A reader asks: How does the Carpet and Rug institute test vacuum cleaners?
CRI combines the indoor air quality protection of its Green Label vacuum program with enhanced cleaning standards of its Seal of Approval programs to identify even better performing vacuum cleaners than the previous program. Under the Seal of Approval/Green Label vacuum program, manufacturers must meet higher performance standards and are rewarded with Gold, Silver or Bronze ratings. This program tests two general categories of vacuums:
- General-purpose vacuums approved for use on all conventional carpet styles
- Vacuums specifically approved for use on carpet with a low pile, or surface texture, measuring approximately a quarter inch or less
To earn the CRI Seal of Approval/Green Label certification, vacuums must pass the following independent laboratory tests:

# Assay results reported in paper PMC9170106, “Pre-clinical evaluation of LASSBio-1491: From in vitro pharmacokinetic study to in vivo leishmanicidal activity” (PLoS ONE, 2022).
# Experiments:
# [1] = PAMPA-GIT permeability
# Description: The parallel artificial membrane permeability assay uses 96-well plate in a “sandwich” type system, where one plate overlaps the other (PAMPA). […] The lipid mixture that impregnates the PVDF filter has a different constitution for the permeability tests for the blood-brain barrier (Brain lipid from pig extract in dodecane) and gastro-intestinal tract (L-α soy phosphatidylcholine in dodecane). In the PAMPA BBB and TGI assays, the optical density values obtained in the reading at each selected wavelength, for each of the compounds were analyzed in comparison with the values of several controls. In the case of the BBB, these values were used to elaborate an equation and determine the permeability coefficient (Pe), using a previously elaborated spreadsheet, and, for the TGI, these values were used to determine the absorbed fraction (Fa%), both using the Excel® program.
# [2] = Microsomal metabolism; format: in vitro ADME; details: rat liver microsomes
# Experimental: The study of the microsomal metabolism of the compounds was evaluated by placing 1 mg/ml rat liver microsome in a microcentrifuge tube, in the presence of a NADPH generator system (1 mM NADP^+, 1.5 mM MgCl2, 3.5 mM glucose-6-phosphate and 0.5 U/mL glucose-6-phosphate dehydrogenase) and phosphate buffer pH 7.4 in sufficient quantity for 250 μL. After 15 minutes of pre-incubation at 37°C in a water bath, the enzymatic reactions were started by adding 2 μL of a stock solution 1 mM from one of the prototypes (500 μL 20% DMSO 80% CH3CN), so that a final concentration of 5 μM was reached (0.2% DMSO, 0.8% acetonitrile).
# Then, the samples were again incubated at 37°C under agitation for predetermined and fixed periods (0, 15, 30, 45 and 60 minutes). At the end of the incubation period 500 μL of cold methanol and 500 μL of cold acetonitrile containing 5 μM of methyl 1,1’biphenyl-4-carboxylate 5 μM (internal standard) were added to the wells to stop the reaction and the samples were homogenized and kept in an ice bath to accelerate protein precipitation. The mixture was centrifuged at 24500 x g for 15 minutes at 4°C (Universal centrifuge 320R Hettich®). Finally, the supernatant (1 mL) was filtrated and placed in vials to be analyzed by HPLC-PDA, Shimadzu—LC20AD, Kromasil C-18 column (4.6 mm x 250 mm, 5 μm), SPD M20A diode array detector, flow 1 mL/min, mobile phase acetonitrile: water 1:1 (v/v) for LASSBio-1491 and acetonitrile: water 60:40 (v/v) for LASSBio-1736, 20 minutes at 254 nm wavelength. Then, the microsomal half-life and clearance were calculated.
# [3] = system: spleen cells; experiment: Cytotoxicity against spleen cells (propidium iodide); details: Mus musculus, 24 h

- Soil removal — CRI uses NASA-enhanced x-ray fluorescence technology instead of traditional gravimetrix testing to measure the precise amount of soil removed from carpet — either 30 oz/sy commercial cut pile carpet or 30 oz/sy loop pile carpet. Read More in CRI Test Method 112
- Dust containment — The vacuum must not release more than 100 micrograms of dust particles per cubic meter of air, keeping dirt and dust locked tight in the vacuum — not escaping back into the air where it can be breathed. Read More in CRI Test Method 113
- Surface Appearance Change — The vacuum must not affect the texture of the commercial cut pile carpet (900 passes with sample rotated every 50 passes) more than a one-step change based on one year of normal vacuum use. Read More in CRI Test Method 114